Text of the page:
Zombos Says: Good (but I have reservations)
Dracula Untold is a good movie. It's just not a horror movie but more a blend of dark fantasy, historical rearrangement, and bloodless swordplay. Unlike Van Helsing, the CGI is apropos to the storyline. The story just lacks bite, you know, the usual bite we have come to expect from Dracula the vampire. Or, rather, have come to yearn for ever since Bela Lugosi and Christopher Lee portrayed the blood-thirsty count. Too often sub-textual nuances are lacking in the predominantly visually interesting rehashings or re-imaginings we've been subjected to over the decades. With Lugosi and Lee it was very simple: evil begot evil, and evil was simply that, no more, no less, and very corruptive. No explanations to soften the terror, no apologies to bring on our sympathies: Dracula embraced his blasphemy and made playthings of anyone and everyone.
But ever since Dan Curtis gave us a vampire filled with feelings and remorse, letting us feel Dark Shadows' Barnabus Collins torment with each reluctant bite of his damnation, and more specifically, Jack Palance's lost love torment as Dracula in Bram Stoker's Dracula (1973), which is now an often used background story element--all this unfortunate emotional baggage has leeched onto Dracula, the supreme vampire. Horror fans have suffered the repercussions of this softened and more romantic anti-hero ever since.
And continue to do so with director Gary Shore's Dracula Untold. The writers have penned this movie as a franchise-building first chapter in the super hero vein, so Vlad Dracula (who historically is Vlad the Impaler, Prince of Wallachia), who spiked thousands of innocent and not so innocent people for kicks and giggles, is now just a family man trying to keep his kingdom from being overrun by the Turks. He doesn't just become a vampire, he becomes a super vampire with a heart of tarnished gold to defend his people. While Penny Dreadful on Showtime shows more promise for those horror fans who remember Dracula as a true evil, unexplained and unapologetic, Universal Studios new Dracula is offering his services as chief character in their new franchise mythos. He's handsome, urbane, and keeps his fangs to himself as best he can. I wonder what the studio, the one that wrought the classic horror monster movie cycle in the first place, has in store for the Frankenstein Monster, the Mummy, the Wolf Man, and the Creature from the Black Lagoon now that they're to be joined at the hips like the characters in the Marvel and DC Universes?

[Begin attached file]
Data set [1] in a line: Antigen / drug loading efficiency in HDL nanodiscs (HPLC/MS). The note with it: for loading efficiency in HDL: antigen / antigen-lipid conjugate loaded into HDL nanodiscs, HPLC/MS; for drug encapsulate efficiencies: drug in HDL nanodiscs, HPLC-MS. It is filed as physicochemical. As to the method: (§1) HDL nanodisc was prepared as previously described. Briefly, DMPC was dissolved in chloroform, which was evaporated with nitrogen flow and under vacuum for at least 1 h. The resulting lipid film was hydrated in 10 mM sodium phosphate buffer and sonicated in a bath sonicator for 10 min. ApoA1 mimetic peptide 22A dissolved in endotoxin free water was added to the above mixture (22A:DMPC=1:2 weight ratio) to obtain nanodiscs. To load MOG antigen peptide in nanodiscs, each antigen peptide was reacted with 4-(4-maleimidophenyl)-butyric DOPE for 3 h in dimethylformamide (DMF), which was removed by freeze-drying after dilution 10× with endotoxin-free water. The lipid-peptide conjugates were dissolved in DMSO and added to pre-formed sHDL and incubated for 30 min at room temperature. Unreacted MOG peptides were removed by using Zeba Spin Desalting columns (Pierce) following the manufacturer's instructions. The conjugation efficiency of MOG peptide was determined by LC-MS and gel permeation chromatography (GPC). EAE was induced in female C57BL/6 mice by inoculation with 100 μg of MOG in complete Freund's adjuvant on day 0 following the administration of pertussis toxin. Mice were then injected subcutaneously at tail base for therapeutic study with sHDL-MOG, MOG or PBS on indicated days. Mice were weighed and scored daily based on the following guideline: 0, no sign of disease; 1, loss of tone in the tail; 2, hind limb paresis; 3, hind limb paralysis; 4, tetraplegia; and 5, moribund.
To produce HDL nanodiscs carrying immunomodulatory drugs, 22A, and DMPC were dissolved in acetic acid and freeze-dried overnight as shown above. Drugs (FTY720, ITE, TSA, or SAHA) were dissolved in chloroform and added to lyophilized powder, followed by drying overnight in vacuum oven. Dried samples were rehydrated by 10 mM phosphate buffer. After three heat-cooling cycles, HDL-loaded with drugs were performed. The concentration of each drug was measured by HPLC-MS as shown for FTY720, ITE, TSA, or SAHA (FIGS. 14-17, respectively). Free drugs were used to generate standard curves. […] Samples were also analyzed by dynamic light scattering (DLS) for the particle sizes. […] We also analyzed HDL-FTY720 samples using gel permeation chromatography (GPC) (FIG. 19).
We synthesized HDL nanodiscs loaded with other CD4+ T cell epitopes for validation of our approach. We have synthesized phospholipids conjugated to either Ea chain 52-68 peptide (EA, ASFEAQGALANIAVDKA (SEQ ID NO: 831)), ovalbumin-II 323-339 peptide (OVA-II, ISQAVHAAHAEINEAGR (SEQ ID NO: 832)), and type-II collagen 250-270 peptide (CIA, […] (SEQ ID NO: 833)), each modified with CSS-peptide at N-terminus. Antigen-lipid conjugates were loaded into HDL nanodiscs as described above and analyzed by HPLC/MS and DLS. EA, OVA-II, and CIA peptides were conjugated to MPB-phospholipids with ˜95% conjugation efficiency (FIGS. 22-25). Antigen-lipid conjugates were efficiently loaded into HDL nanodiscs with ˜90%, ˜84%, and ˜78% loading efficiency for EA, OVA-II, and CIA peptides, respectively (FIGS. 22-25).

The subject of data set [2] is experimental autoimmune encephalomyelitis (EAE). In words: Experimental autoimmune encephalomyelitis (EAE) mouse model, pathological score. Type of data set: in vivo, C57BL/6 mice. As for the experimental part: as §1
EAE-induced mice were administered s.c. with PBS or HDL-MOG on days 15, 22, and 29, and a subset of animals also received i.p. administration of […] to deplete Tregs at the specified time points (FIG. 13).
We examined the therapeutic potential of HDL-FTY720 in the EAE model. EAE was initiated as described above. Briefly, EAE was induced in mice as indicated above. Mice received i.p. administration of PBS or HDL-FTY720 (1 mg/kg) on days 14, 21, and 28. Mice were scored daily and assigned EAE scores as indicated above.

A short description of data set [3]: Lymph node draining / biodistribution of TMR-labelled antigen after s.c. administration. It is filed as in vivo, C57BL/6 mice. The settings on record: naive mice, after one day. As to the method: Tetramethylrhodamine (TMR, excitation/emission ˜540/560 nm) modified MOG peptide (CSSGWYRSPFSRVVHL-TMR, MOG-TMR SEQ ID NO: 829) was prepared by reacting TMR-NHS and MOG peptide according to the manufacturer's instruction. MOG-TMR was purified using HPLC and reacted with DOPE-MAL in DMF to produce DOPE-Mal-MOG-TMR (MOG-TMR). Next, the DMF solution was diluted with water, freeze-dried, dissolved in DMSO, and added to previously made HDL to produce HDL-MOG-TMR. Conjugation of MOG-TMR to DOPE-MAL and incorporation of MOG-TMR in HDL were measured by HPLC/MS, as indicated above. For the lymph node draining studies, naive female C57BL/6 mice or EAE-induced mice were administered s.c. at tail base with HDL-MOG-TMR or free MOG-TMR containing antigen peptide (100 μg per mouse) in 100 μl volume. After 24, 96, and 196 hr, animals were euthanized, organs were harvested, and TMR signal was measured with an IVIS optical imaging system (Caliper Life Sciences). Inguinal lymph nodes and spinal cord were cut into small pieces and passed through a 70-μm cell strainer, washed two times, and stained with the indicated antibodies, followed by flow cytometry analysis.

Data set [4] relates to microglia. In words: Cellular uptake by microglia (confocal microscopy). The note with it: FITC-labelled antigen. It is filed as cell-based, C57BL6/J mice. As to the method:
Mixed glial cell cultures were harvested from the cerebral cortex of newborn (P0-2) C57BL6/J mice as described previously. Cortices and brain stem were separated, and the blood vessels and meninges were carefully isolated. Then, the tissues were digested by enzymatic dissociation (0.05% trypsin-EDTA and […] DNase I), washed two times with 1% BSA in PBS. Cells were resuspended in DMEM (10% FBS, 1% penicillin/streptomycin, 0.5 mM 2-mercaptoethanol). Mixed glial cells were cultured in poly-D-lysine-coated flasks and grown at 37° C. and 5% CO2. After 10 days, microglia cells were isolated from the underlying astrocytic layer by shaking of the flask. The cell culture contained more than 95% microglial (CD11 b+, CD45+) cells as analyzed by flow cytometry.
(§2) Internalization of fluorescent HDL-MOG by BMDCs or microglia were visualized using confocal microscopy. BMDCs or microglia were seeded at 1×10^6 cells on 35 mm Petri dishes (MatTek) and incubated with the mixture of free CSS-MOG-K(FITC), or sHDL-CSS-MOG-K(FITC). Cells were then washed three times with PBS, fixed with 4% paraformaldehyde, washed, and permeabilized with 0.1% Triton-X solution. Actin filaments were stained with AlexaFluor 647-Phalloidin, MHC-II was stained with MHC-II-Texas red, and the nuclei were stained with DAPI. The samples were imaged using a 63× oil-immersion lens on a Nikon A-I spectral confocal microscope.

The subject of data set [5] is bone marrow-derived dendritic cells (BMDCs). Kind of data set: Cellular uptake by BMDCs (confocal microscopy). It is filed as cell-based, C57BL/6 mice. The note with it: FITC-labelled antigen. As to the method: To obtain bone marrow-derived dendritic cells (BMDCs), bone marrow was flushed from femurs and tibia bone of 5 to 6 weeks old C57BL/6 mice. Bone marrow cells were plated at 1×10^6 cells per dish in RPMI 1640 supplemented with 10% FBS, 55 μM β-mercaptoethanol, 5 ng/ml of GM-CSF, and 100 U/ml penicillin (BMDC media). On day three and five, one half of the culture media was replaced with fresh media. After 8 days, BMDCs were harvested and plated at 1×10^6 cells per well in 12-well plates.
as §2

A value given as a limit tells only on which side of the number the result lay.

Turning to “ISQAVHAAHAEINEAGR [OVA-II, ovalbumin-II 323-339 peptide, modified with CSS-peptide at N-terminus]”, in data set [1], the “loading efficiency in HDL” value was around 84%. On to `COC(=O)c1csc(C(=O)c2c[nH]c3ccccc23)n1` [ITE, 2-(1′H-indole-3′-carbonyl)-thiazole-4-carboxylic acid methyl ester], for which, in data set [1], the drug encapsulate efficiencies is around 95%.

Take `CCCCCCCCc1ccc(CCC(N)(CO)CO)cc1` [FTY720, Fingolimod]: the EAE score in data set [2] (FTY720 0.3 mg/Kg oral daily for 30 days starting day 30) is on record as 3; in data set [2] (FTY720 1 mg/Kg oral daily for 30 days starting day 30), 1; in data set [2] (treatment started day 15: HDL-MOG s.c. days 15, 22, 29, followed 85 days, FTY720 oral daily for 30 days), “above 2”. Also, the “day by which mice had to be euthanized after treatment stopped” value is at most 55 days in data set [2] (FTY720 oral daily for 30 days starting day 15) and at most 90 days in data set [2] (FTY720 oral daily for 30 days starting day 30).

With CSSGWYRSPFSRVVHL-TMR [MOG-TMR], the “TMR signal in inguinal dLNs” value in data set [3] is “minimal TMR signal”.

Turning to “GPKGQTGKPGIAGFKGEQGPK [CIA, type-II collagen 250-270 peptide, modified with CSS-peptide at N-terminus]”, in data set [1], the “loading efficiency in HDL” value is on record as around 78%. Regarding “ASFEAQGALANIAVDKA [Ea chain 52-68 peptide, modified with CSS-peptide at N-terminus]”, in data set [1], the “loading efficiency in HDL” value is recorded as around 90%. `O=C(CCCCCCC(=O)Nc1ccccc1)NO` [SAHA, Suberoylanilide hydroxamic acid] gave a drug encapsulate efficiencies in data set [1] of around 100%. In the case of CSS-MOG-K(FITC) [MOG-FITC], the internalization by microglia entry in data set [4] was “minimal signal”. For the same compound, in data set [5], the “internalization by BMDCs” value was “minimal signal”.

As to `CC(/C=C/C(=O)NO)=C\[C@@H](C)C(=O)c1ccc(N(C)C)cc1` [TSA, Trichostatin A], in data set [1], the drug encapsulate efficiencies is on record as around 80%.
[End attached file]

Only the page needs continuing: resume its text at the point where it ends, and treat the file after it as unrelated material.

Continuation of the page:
For those who remember the all in one (or as many as the budget allowed) Monster Rallies, where the Frankenstein Monster, the Wolf Man, and Dracula prowled together in House of Frankenstein (1944) and House of Dracula (1945), Universal's approach seems like a more serious attempt at a meta-rally than the one used in The Monster Squad (1987). In that movie Dracula gathered the Monsters together in his quest to rule the world. But Dracula doesn't want to rule the world in Dracula Untold. He doesn't want to be evil, either. This tends to take a bite out of his more sanguine appeal and threat potential. To be fair, even though he may be a reluctant vampire, his intentions for good do get twisted into malevolence no matter what he does.
A beautiful, gothically-colored flourish has him change into a small colony of bats for quick trips and bedeviling enemies. A clever embellishment using point of view imagery mirrored on a sword blade, and a darkened palette throughout, makes Dracula Untold a beautifully rendered movie. But Dracula here is a pawn in a larger game, one being played by HIS master, the vampire that turned him, and this, by its structural implication, waters down the horror we should be seeing--and feeling--from the Prince of Darkness himself. Instead, the Master Vampire, the one who turned him, has all the plans and machinations for ill-intent. Go figure. All this time I thought Dracula was the master vampire.
Do you recall this line Lugosi speaks in Dracula (1931)? To die, to be really dead, that must be glorious.He says this to Mina during the opera's intermission. So much is implied in this odd utterance. Is Dracula yearning for true death? Is Dracula mocking those who CAN die? He follows this with his more ominous There are far worse things awaiting man than death. Is he referring to his fate or to the fate he brings? So much to ponder in two sentences. So little to ponder in Dracula Untold. There are no notable quotes, no outstanding performances, no suspense delivered from Dracula's potential terror.
In essence it's the streamlined actioner we've come to expect from cinematic franchises. Simple plot, lots of action, and an ending that doesn't quite end as it builds a bridge to the next movie in the series. Let the monster rally commence.